Trail issue does not belong in budget bill

Eminent domain long has been the method used by governmental bodies to ensure their attempts to provide essential public services for a greater community are not blocked by a limited number of property owners.

Of course, another points of contention when government attempts to take someone’s land are the compensation offered and whether the intended use really is “public use.” Those decisions generally became judicial battles — until now.

State Rep. Al Cutrona, R-Canfield, is taking aim at the use of eminent domain by attempting to pass legislation to ban temporarily government from invoking eminent domain for creation of a recreational trail.

Cutrona last week inserted language into the Ohio House version of the state budget bill prohibiting a park district in a county the size of Mahoning from using eminent domain to establish a recreational trail.

The legislation specifically targets Mill Creek MetroParks’ efforts to acquire rights of way from landowners to complete the third section of the MetroParks bikeway.

Frankly, we understand both sides of the issue.

Some would argue this is America, and property rights never should be forfeited to government.

Others likely would argue that a handful of uncooperative property owners should never hold up a project for the greater good.

But in the case at hand, the primary question is whether green space created for recreational use should warrant use of eminent domain.

As of right now — at least until the legislation passes — that question is in the hands of the courts.

Salem property owner Diane M. Less and the metroparks have been in litigation since early 2019 when the metroparks filed legal action in Mahoning County Common Pleas Court seeking to acquire a right of way for the bikeway on her property.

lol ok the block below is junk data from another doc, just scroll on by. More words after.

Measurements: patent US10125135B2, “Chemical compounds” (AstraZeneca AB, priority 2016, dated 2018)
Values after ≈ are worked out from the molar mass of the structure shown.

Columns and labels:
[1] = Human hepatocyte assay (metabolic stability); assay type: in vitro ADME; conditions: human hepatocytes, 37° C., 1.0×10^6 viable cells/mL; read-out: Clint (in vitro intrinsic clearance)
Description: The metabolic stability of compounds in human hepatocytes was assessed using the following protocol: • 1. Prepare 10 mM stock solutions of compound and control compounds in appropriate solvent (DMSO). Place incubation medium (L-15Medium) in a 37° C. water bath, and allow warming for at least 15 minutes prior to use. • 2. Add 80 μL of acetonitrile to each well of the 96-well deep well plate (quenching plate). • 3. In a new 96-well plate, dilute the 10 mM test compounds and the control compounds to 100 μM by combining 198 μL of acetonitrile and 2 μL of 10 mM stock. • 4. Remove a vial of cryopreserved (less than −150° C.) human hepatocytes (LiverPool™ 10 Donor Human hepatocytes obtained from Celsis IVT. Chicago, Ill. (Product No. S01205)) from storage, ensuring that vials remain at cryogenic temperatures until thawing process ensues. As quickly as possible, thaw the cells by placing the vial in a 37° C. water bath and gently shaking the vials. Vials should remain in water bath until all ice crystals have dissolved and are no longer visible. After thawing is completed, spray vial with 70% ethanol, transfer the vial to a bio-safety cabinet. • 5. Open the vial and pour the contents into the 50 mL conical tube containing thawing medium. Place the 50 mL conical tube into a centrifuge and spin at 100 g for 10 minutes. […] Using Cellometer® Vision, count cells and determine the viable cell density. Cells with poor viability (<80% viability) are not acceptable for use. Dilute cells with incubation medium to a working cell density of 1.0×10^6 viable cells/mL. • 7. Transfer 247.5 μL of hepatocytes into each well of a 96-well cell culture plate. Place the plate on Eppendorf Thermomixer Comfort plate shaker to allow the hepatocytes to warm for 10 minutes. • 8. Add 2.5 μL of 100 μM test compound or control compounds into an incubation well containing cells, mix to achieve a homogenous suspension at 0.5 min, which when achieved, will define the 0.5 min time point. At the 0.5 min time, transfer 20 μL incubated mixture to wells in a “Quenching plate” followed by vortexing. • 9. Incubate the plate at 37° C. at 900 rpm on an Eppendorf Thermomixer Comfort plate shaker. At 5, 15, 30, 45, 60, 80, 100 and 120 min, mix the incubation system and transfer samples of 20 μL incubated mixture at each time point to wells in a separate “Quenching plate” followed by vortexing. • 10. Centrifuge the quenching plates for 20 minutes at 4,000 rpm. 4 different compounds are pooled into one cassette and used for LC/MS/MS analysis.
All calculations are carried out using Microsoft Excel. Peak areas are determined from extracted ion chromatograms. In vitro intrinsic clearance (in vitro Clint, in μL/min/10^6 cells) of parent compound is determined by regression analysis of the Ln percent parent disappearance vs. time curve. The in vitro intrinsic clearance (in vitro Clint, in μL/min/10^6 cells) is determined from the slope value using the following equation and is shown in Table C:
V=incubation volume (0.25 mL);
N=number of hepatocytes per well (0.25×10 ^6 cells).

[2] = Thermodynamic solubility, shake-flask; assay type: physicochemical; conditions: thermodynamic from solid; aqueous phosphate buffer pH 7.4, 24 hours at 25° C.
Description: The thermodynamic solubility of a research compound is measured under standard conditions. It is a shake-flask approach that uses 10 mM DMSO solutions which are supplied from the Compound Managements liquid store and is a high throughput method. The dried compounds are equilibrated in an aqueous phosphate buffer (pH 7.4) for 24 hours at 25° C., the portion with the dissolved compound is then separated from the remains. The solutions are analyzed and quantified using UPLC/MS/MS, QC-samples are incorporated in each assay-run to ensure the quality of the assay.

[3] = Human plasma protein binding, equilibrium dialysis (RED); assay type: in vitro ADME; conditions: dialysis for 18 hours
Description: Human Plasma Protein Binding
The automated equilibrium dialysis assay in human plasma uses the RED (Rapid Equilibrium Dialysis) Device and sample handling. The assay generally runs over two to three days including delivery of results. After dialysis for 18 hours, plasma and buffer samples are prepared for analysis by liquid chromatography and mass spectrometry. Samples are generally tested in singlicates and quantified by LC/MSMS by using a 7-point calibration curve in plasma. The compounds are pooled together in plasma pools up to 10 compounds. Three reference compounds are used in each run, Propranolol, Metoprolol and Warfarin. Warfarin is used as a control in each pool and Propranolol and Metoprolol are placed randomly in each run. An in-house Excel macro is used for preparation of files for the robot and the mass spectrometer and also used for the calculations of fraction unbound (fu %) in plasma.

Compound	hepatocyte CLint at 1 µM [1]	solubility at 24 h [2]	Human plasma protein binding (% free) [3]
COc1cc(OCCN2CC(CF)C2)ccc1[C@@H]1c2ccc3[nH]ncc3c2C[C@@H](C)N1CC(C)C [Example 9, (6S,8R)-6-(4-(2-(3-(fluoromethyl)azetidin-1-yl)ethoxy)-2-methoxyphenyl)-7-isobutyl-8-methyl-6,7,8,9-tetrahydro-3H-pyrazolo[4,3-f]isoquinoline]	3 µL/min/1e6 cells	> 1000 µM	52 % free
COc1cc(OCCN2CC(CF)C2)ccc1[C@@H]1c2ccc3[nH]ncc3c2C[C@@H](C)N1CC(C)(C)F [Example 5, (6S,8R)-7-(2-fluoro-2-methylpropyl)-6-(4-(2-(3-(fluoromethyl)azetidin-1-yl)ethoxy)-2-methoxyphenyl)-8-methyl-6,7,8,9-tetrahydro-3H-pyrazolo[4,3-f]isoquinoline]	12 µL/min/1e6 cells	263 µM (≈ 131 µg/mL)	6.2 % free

Less sought to have the litigation dismissed, claiming the metroparks lacked authority to acquire the right of way.

Mahoning County Common Pleas Judge Maureen Sweeney ruled in favor of the metroparks. That matter has been appealed to the 7th District Court of Appeals.

Indeed, the controversial issue has been debated heavily for many years, and it probably will be for many more years to come.

Frankly, we aren’t prepared to offer an opinion on this very complex matter at this time.

What we do know, however, is that the merits of the legislation and Cutrona’s attempts to wade into the debate are being overshadowed by two things — the vehicle Cutrona is using to push the issue, along with the narrow language he is using.

We believe both of these issues are very problematic.

Aaron Young, executive director of the Mill Creek MetroParks, said of Cutrona’s proposal, “We are certainly disappointed Rep. Cutrona would use the state budget process to try to bring the Great Ohio Lake to River Greenway to a halt.”

We agree. We don’t believe the state’s budget bill should be used as the vehicle to gain passage of this very specific and very localized issue.

Also, items attached to a bill should have a direct link, but what directly link exists between local use of eminent domain for a bike path and the state’s budget?

Further, the language of the bill is so narrow that Ohioans would be hard-pressed to find another area of the state to which the language also could apply.

Young also said it is “readily apparent” the language was crafted to harm the attempt to build the third phase of the bikeway.

We believe statewide legislation never should be written so narrowly that it becomes applicable to only one Ohio issue or community.

This bill’s language limits application of the law to counties of 220,000 to 240,000 people as reported in the most recent available federal decennial census. Mahoning County’s population was 238,787 during the 2010 census and was estimated at 228,683 in 2019, according to the Census Bureau. It also limits the types of trails that would be affected by the bill.

Cutrona admits the provision is intended to help his local constituency “facing a lot of issues with bike trails.”

If Cutrona feels so strongly about the impact of this issue on his constituency, then he should have presented it as a separate piece of legislation to be debated and voted on independent of the state budget bill.

That would have been the more appropriate course of action.



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